1. Two key figures in the ongoing Ukraine scandal have marijuana dispensary bribe charges in their indictments. In a televised press conference on the arrest of two Rudy Guiliani associates on campaign finance violations, U.S. attorney Geoffrey Berman announced the two fellows were also being indicted for attempts to bribe elected officials in Nevada for a cannabis dispensary license. The two made $10,000 payments to the campaigns of Nevada candidates Adam Paul Laxalt and Wesley Karl Duncan in November 2018, hoping to grease the skids for a dispensary permit. Hilariously, though, the bribers had already missed the application deadline by two months. In response, Nevada governor Steve Sisolak put out a statement that he was “outraged at yesterday’s news” and was forming a special task force to root out cannabis corruption. — TALKING POINTS MEMO
2. Cannabis news and reviews website Leafly has suffered a data breach. The popular website is in the process of sending emails to its registered users acknowledging that “a set of Leafly user records” containing emails, usernames, and passwords had been breached. The company added that it “does not collect credit card information or national identification numbers,” but did not say how many customers had been affected. Leafly averages 15 million unique visitors and 40 million page views monthly. — MOBILE SYRUP
3. Follow Friday: @oaksterdam
Oaksterdam University, whose name is a portmanteau of “Oakland” and “Amsterdam,” was America’s first cannabis university, and is still going strong 12 years after its founding. Though it was famously raided by the feds and shut down in 2012, it beat the charges and continues to deliver its curriculum of cannabis horticulture, legal issues, politics, economics, and extraction science.
While @Oaksterdam’s announcements on courses and seminars would mostly only benefit people near Oakland or California’s Bay Area, its Twitter feed is also a great source of national and international news. Oaksterdam also keeps tabs on pot cultural developments, the best sources for advice, and health matters.
4. Details have emerged from Sen. Mitch McConnell’s private meetings with California cannabis executives. The industry was surprised at yesterday’s news that the Republican Senate majority leader was secretly meeting with marijuana industry business leaders, and Marijuana Moment got a comment from one attendee who declined to be identified. The 90-minute meeting was apparently at the Newport Beach Country Club in southern California, and McConnell reportedly “mostly listened as others spoke” on the topic of cannabis banking. — MARIJUANA MOMENT
5. California has approved allowing medicinal cannabis products for sick children at public schools. Gov. Gavin Newsom signed a bill Thursday allowing parents to administer medical cannabis products to children with qualifying conditions onsite at K-12 schools, but smoking and vaping products are specifically banned. Then-governor Jerry Brown vetoed the exact same legislation last year. — KTLA
6. Another anti-marijuana Republican legislator has joined the cannabis industry. Former Rep. Steve Buyer (R-IN) voted against cannabis eight times while in Congress, but just joined the board of directors for Canadian cannabinoid treatment firm FSD Pharma. When reached for comment on the hire, FSD Pharma bizarrely replied, “3M options as all other Directors and $40k cash comp.” — PROACTIVE INVESTORS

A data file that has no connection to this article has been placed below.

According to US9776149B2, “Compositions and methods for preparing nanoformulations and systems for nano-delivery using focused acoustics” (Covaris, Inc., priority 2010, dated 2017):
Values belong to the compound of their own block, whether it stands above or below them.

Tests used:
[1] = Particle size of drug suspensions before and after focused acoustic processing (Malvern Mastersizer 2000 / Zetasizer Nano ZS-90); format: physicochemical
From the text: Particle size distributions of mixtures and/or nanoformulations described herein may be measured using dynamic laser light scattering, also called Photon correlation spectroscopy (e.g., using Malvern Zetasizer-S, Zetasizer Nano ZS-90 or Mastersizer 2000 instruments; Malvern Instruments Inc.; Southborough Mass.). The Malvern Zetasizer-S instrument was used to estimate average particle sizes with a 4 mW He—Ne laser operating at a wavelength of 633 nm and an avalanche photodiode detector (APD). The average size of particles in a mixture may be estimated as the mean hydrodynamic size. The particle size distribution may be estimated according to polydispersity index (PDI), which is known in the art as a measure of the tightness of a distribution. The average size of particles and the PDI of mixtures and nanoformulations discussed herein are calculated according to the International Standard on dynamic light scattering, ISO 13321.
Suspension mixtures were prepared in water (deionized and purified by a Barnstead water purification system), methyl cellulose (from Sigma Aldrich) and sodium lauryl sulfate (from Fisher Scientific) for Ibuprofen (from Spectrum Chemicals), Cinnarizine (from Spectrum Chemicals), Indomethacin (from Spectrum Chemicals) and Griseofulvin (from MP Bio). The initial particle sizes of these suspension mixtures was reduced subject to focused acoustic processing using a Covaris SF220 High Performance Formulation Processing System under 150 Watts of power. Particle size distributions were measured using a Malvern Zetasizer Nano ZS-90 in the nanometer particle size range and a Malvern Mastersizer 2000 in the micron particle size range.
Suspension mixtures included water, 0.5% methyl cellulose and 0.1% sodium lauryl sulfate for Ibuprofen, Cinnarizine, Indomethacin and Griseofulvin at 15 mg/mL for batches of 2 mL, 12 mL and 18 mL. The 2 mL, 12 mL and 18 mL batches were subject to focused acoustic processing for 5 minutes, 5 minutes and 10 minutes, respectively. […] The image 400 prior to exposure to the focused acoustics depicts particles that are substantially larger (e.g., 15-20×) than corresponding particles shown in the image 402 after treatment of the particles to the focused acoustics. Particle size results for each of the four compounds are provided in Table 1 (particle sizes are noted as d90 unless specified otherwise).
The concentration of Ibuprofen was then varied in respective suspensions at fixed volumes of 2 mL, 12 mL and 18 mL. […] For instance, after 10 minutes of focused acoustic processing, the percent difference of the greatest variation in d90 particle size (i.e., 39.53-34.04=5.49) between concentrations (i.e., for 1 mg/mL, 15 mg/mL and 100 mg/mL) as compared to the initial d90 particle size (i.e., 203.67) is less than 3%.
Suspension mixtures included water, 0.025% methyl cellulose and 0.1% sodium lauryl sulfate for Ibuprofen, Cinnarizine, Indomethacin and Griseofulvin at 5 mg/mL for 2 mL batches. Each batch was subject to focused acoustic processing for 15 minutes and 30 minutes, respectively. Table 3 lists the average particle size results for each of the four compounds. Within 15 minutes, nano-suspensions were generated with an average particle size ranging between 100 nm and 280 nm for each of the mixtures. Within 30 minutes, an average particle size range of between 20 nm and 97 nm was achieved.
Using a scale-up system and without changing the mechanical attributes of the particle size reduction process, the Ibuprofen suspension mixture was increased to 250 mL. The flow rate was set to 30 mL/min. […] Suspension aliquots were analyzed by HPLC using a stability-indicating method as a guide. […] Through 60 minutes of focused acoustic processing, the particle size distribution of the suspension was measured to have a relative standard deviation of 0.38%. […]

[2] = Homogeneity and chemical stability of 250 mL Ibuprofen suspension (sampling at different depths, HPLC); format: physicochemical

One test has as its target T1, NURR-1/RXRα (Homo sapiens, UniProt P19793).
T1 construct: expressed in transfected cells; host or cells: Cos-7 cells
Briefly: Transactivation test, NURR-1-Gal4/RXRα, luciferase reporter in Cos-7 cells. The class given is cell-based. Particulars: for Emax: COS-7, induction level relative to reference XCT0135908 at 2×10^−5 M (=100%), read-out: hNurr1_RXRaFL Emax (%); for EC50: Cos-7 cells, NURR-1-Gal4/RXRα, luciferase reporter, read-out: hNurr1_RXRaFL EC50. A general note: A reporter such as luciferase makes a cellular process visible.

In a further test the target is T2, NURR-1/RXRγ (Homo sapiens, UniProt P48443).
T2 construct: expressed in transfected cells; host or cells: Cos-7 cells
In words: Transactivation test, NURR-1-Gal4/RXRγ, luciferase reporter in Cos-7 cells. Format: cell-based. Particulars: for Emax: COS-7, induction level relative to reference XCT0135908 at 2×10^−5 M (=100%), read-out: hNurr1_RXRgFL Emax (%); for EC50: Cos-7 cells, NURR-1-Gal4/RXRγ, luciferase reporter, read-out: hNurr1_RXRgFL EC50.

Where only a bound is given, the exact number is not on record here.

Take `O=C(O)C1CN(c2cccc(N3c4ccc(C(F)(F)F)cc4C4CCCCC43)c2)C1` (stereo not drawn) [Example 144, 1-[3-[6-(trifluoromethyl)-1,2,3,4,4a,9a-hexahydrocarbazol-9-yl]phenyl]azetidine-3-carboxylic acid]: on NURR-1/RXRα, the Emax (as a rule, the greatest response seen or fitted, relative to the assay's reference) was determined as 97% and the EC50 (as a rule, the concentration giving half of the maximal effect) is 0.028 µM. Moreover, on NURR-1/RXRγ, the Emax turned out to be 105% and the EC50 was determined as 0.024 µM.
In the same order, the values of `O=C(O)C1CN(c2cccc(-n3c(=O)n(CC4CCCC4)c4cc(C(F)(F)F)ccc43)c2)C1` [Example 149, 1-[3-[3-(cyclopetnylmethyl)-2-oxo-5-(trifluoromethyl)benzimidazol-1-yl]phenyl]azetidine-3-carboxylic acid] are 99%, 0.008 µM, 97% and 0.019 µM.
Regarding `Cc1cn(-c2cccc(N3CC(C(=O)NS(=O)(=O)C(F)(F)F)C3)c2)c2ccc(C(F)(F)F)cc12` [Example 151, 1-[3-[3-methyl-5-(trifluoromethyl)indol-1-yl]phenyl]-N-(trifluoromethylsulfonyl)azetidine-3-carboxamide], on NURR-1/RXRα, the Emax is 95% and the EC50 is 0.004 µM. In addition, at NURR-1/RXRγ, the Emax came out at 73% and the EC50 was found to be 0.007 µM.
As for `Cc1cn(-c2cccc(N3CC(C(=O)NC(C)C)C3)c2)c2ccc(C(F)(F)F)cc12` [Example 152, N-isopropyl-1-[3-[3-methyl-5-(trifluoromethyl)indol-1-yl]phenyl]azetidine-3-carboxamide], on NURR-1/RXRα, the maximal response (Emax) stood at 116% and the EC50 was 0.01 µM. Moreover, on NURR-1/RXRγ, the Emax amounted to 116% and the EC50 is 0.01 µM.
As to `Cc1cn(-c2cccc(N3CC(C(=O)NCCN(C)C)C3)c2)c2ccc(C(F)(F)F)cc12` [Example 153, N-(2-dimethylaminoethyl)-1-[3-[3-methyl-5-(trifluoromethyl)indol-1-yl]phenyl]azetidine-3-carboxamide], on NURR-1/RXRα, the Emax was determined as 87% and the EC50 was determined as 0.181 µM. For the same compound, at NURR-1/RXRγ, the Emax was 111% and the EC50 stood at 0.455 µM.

7. Canadian cannabis stocks across the board fell as Hexo backed off its prior financial projections. The manufacturer and distributor signaled certain bad news Thursday with their annoucement that it was “withdrawing its previously issued financial outlook.” Their stock fell a whopping 24 percent immediately afterward, and the Canadian “Big Four” stocks also declined by between five and ten percent. — BUSINESS INSIDER
8. Texas has halted permitting for all new medical marijuana dispensaries. Just one week into the process, the Texas Department of Public Safety stopped accepting applications with absolutely no explanation. Lawmakers theorized that the stoppage is temporary, and possibly related to expanding the list of qualifying conditions for a medical marijuana card. — TEXAS TRIBUNE
9. Arkansas has sold $12 million in medical cannabis in the first five months of legalization. The state’s nine licensed dispensaries are on pace to sell more than $20 million worth of product in their first year. The state has issued 23 more dispensary permits to storefronts that have not yet opened. — MJ BIZ DAILY
10. A Mexican lawmaker handed out a joint while addressing legalization before the Chamber of Deputies on Wednesday. Even if you don’t understand Spanish, you’ll get a smile from this video of Deputy Ana Lucía Riojas Martínez handing a big old joint to Secretary of the Interior Olga Sánchez Cordero as the chamber debated marijuana legalization. According to Google-translated accounts, she said, “I bring you a gift as a reminder of that proposal you made at the beginning, because that goes to the way to help us build peace. Let’s regulate the use of drugs.” — CALLEMEXICO VIA TWITTER
Joe Kukura has been the cannabis writer for SF Weekly since 2016, and his work has appeared in Thrillist, the Daily Dot, and NBC Bay Area. You can follow him on Twitter at @ExercisingDrunk.
Edited by: Kim Lyons (Pittsburgh-based journalist and managing editor at Inside).